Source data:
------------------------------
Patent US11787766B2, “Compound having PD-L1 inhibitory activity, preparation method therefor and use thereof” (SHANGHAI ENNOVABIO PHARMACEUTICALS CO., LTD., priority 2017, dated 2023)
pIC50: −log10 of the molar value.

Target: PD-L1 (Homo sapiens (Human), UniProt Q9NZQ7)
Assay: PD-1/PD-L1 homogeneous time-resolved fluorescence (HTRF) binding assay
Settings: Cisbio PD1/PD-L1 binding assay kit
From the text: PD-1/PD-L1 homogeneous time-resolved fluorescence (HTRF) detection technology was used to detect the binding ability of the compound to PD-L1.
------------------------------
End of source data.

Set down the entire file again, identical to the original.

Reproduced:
Patent US11787766B2, “Compound having PD-L1 inhibitory activity, preparation method therefor and use thereof” (SHANGHAI ENNOVABIO PHARMACEUTICALS CO., LTD., priority 2017, dated 2023)
pIC50: −log10 of the molar value.

Target: PD-L1 (Homo sapiens (Human), UniProt Q9NZQ7)
Assay: PD-1/PD-L1 homogeneous time-resolved fluorescence (HTRF) binding assay
Settings: Cisbio PD1/PD-L1 binding assay kit
From the text: PD-1/PD-L1 homogeneous time-resolved fluorescence (HTRF) detection technology was used to detect the binding ability of the compound to PD-L1.